Where is the Other today? Can Otherness challenge our arrogant, insular cultural narcissism? From artificial intelligence to the streets of Venice, from early explorers to contemporary photographers, Jean Baudrillard and Marc Guillaume discuss the traces of radical alterity in our world. These provocative seminars, held in 1990 and 1991, follow the multiple, intertwined trajectories first projected in Baudrillard's work and his reading of the “radical exoticism” posited by Victor Segalen—ideas Baudrillard extends into the realms of mass media, pseudonyms, technology, and that illusorily close yet radically foreign “primitive society of the future,” America. In a world where no corner is unexplored, the Other remains a challenge to thought, a crack in the shell of universal understanding, impossible to communicate but potentially the linchpin of communication itself. Together, Baudrillard and Guillaume explore the threatened and fatal figures of radical alterity. This collection is no longer available in French, and this English edition includes an additional essay by Baudrillard, “Because Illusion and Reality Are Not Opposed.”

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  • Fatal Strategies, New Edition

    Fatal Strategies, New Edition

    Jean Baudrillard

    An early work in which Baudrillard became Baudrillard.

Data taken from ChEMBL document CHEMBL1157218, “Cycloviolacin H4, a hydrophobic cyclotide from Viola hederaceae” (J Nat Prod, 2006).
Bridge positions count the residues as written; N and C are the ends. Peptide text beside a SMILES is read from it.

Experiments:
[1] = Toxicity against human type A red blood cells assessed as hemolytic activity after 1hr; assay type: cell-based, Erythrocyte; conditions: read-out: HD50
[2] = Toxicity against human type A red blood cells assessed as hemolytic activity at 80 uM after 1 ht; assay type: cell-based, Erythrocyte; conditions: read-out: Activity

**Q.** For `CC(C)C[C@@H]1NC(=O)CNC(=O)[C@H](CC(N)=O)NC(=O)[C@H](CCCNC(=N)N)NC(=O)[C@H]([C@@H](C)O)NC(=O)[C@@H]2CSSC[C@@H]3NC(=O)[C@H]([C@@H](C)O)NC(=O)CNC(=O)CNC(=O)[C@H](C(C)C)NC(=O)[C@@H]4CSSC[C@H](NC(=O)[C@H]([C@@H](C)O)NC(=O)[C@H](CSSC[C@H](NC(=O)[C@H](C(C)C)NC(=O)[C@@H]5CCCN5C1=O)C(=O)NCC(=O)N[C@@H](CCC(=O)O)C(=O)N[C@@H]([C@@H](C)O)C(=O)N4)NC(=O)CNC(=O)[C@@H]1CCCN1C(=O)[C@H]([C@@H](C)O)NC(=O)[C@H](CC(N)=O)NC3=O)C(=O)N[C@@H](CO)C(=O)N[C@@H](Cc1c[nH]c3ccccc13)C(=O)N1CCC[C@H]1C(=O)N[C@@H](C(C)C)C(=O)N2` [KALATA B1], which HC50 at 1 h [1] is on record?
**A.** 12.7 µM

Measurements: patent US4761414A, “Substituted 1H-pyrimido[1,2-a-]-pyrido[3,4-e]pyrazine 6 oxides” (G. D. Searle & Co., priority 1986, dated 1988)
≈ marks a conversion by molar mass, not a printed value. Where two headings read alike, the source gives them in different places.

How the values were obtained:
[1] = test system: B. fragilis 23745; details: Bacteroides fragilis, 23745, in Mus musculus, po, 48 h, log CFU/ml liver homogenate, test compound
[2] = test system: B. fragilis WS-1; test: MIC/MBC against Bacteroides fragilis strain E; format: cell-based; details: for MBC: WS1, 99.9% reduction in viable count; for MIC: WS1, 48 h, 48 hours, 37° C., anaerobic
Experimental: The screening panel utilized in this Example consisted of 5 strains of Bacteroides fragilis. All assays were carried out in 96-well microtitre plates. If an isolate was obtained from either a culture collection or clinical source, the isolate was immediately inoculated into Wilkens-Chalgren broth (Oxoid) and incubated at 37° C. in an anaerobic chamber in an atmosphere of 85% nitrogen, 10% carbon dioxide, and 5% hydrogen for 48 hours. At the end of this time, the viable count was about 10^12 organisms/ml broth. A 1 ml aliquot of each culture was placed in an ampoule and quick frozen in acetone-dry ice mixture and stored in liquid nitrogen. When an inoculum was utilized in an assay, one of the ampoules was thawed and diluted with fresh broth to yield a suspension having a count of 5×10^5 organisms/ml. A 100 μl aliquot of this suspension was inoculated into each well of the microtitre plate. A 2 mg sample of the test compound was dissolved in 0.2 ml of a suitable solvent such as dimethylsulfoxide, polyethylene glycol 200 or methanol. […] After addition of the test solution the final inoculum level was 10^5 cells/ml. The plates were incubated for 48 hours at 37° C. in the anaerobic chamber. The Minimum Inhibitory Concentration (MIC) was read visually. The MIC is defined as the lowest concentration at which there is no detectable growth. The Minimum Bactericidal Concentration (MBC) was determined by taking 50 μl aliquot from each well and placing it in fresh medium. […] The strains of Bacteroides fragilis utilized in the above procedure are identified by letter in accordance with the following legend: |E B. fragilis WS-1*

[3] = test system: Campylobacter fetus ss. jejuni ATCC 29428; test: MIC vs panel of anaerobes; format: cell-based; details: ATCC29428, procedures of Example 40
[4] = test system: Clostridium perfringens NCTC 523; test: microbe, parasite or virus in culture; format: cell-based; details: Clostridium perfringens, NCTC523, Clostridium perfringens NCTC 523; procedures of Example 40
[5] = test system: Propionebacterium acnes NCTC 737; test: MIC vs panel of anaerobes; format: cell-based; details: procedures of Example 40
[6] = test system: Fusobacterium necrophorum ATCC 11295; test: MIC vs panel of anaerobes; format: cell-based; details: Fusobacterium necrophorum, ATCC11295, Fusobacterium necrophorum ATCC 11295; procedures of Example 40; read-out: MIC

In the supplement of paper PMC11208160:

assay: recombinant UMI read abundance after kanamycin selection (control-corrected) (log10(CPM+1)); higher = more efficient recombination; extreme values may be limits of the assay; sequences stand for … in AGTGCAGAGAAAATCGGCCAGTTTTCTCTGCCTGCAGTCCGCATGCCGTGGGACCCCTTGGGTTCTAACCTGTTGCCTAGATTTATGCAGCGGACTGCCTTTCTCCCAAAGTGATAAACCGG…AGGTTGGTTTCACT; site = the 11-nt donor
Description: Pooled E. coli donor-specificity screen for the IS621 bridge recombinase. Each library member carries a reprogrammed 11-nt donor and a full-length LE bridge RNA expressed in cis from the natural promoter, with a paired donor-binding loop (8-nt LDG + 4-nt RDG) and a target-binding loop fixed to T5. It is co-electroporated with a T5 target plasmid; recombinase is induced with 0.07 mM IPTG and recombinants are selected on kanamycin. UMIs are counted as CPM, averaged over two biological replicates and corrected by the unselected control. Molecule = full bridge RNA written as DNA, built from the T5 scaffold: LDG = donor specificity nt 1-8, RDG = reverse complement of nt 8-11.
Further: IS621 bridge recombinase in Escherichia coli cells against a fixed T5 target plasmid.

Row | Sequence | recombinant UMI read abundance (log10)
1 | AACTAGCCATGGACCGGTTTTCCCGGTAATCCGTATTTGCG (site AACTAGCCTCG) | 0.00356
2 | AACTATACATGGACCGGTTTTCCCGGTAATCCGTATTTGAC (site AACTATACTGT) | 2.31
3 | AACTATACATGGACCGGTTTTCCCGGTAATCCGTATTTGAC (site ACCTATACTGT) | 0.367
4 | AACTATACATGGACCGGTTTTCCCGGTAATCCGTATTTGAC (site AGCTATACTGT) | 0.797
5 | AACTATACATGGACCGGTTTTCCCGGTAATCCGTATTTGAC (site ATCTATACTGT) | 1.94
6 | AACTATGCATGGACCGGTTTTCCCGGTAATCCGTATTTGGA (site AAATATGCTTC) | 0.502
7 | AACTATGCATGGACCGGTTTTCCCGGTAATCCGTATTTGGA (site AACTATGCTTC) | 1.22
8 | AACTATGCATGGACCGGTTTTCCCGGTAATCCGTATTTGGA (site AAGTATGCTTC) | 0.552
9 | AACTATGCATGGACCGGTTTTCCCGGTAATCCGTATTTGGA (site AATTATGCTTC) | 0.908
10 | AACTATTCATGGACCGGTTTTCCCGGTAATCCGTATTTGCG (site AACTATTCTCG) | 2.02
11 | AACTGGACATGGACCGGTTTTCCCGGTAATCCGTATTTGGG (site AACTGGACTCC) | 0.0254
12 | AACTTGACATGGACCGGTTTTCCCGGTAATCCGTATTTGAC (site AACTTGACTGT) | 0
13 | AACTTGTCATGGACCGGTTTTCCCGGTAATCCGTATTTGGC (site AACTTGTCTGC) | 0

When Fatal Strategies was first published in French in 1983, it represented a turning point for Jean Baudrillard: an utterly original, and for many readers, utterly bizarre book that offered a theory as proliferative, ecstatic, and hallucinatory as the postmodern world it endeavored to describe. Arguing against the predetermined outcomes of dialectical thought with his renowned, wry, ambivalent passion, with this volume Jean Baudrillard mounted an attack against the “false problems” posed by Western philosophy. If his Marxist days were firmly behind him, Baudrillard here indicated that metaphysics had also gone the way of sociology and politics: the contemporary world demanded nothing less than Pataphysics, Alfred Jarry's absurdist philosphy that described the laws of the universe supplementary to this one. In effect, with Fatal Strategies, Baudrillard became Baudrillard. In his extrapolationist manner, Baudrillard sought to replace Western philosophy's circular arguments with a ritualistic Theater of Cruelty. Using this line of thought developed in Fatal Strategies, Baudrillard went on, throughout the 1980s, to find new and shatteringly accurate ways of discussing American corporatocracy, arms build-up, and hostage taking. Fatal Strategies asserts a profound critique of American politics, and it is an important step towards his examination of evil.Jean Baudrillard (1929-2007) was a philosopher, sociologist, cultural critic, and theorist of postmodernity who challenged all existing theories of contemporary society with humor and precision. An outsider in the French intellectual establishment, he was internationally renowned as a twenty-first century visionary, reporter, and provocateur. His Simulations (1983) instantly became a cult classic and made him a controversial voice in the world of politics and art.